Tips to Remove Noise on Via to Via Coupling

January 9, 2019 OrCAD PCB Solutions

Source: Wikipedia 

 

 

Tips to Remove Noise on Via to Via Coupling

It’s common knowledge that multilayer PCB design can mitigate the EMI/EMC effects of high speed signal circuits. Conductive vias provide connectivity between the multiple layers in a PCB, giving the designer room to separate AC and DC signals, optimize the location of components, and provide ample ground planes for noise reduction.

As a result, multilayer PCBs tend to be more compact, allowing the designer to fit more functionality into a smaller form factor—a crucial element in a world where the demand for ever smaller and more powerful electronics is always rising.

But despite these advantages over single layer boards, multilayer boards aren’t without their own EMI/EMC challenges. Via-to-via coupling, in particular, remains a challenging aspect in designing multilayer PCBs. In this post we’ll cover some tips for removing noise from your vias.

What is a Via anyway?

VIA is short for vertical interconnect access. Via is also the latin word for path. As a result, the acronym is treated colloquially as a word, “via,” instead of an acronym “VIA.” 

Like its namesake suggests, vias provide vertical connections between the layers in a multilayer PCB. The anatomy of a via consists of:

  • Barrel, which is the conductive tube that forms the body of the via. It plates the hole drilled through the insulating layer between planes in a multilayer board.

  • Pad, extends radially outward from the top of the barrel to connect the via to the component, plane, or trace on that layer.

  • Antipad is the void between the plane layer and the via that prevents the plane from being short-circuited to the via.

Via-to-via crosstalk is a major problem in PCB design

Whether your vias are blind, buried, or through-hole, the same concerns for crosstalk and signal speed that apply horizontally to your traces also apply to your vertical vias. Coupling occurs whenever you have current flowing through two or more conductive paths in parallel.

Crosstalk occurs when the coupling interference is bad enough to interfere with the quality of a signal. Crosstalk can be inductive or capacitive, let’s take a closer look at these two modes of interference.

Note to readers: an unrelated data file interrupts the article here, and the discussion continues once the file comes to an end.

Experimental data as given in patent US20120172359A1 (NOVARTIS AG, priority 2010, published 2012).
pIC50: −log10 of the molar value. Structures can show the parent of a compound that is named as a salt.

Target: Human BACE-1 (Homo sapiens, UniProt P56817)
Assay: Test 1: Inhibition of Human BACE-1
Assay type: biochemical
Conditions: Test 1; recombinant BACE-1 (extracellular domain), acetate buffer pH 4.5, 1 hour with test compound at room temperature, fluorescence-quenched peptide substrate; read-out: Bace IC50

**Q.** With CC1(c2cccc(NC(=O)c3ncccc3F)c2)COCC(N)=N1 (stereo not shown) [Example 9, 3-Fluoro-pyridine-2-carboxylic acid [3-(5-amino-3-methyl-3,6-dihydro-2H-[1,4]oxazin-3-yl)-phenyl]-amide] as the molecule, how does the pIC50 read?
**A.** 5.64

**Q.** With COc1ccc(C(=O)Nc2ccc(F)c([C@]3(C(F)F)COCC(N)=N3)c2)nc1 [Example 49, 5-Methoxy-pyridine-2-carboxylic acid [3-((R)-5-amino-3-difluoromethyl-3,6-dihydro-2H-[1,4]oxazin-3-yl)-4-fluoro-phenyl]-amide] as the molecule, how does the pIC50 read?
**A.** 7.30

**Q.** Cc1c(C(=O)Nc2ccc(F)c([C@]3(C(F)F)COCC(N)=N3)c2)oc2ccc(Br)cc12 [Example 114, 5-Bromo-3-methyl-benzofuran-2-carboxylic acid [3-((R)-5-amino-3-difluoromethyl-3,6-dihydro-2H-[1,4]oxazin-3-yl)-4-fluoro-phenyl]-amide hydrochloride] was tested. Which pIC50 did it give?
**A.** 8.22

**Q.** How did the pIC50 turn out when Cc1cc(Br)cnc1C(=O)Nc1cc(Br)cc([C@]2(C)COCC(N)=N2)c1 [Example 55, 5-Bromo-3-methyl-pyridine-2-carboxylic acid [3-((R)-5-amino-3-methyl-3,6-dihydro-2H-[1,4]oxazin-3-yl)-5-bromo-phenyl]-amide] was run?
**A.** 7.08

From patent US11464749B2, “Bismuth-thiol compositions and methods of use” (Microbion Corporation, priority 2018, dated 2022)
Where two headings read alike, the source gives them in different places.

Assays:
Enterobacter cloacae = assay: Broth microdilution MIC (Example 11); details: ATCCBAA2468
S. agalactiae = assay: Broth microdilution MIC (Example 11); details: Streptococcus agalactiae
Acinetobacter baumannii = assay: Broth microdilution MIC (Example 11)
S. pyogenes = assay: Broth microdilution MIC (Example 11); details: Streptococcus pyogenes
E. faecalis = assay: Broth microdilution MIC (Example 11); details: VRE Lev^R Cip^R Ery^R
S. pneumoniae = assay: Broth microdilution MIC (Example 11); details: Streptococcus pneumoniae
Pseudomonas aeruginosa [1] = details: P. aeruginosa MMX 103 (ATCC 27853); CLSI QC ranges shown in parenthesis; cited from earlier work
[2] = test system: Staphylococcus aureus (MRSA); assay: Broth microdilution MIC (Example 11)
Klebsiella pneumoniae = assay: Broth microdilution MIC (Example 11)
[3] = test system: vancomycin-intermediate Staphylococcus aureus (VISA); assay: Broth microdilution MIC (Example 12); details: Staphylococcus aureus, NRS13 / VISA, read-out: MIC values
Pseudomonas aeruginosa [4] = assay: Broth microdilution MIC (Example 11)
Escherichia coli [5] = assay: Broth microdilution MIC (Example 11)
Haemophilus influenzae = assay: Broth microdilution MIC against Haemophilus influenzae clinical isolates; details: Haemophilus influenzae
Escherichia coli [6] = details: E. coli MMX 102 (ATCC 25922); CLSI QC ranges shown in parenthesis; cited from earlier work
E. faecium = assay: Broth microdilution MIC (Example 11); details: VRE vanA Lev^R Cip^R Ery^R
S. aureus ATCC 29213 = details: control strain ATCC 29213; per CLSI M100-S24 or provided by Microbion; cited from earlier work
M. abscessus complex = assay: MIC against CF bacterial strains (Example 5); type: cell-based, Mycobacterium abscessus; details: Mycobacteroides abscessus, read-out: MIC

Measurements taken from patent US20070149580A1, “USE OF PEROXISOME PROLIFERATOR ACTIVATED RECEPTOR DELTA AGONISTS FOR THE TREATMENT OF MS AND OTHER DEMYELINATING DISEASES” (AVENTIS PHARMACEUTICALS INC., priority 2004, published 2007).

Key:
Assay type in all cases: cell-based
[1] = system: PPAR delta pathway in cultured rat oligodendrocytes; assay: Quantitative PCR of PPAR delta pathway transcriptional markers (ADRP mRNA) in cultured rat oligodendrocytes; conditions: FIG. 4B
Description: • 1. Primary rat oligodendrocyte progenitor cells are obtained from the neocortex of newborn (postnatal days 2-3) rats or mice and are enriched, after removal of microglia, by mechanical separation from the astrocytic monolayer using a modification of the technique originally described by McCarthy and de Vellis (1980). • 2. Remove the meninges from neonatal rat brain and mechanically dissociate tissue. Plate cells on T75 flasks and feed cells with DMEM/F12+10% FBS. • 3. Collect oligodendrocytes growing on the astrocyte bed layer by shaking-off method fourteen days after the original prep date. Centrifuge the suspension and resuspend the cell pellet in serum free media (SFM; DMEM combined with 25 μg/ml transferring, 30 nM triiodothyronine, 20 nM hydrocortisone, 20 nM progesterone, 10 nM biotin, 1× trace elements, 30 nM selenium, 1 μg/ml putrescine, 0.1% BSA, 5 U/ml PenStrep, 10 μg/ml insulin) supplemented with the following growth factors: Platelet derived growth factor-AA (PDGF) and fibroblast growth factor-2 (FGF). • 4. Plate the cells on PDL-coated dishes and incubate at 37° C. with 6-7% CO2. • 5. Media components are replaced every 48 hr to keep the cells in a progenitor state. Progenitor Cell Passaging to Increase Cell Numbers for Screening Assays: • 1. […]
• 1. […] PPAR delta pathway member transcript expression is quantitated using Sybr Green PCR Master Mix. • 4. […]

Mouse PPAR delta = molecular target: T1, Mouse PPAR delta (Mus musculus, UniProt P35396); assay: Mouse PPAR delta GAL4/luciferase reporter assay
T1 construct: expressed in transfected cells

• Inductive crosstalk: Changing signal in one via generates a magnetic field which interferes with a “victim” via’s signal by inducing an electromotive force across the conductor.

  • Capacitive crosstalk: When two conductors are separated by a small gap, such as the antipad of a via, you get a simple capacitor that can store energy electrostatically. Parasitic capacitance can slow signals, mess with clock speeds, and timings.

In low speed circuits, crosstalk due to parasitic capacitance tends to be a bigger problem, as there is enough time for charge to collect around the antipad to plane junction. In higher speed circuits, inductance is a bigger problem, as the magnetic field generated by fast changing signal in a via can induce a stronger electromotive force on a neighboring via.

Here are some tips

Coupling in PCB design is a natural part of life. The trick is to design around this reality to prevent crosstalk. Here are some common tips and tricks for reducing noise around vias.  

  • Differentially paired vias. Route vias between layers in multilayer boards as differential pairs (one via carries a signal, the other the return). The closer the differentially paired vias, the better the noise reduction with the tradeoff of a higher parasitic mutual capacitance. In high speed signal circuits, parasitic capacitance isn’t as much of an issue.

  • Via fences: A via fence (a.k.a via shield) is a row of vias that line an RF signal’s route path to reduce crosstalk and EMI effects.

  • Via stitching: You can create a strong vertical connection between two planes in a multilayer board by filling all the free areas on the board with vias. This reduces the return path and results in a low impedance connection.

  • Decoupling capacitors: one way to prevent parasitic capacitance is to provide a local capacitor to the system to prevent voltage spikes by providing a steady reservoir of energy to the circuit. Since coupling can be capacitive or inductive, decoupling capacitors are less effective in high signal circuits where impedance has a higher inductive element.

Conclusion

It’s no longer enough to only care about EMI and crosstalk in the horizontal plane of a board. As demand for high speed multilayer boards rises, so too does the need to understand and follow best practices for managing the vias that make these multilayer configurations possible.

The math surrounding the management of EMI and crosstalk across a multilayer PCB can get quite complex. That’s why it’s important to use 3D modeling and PCB design analysis software to ensure that all variables are accounted for when you’re finally ready for production.

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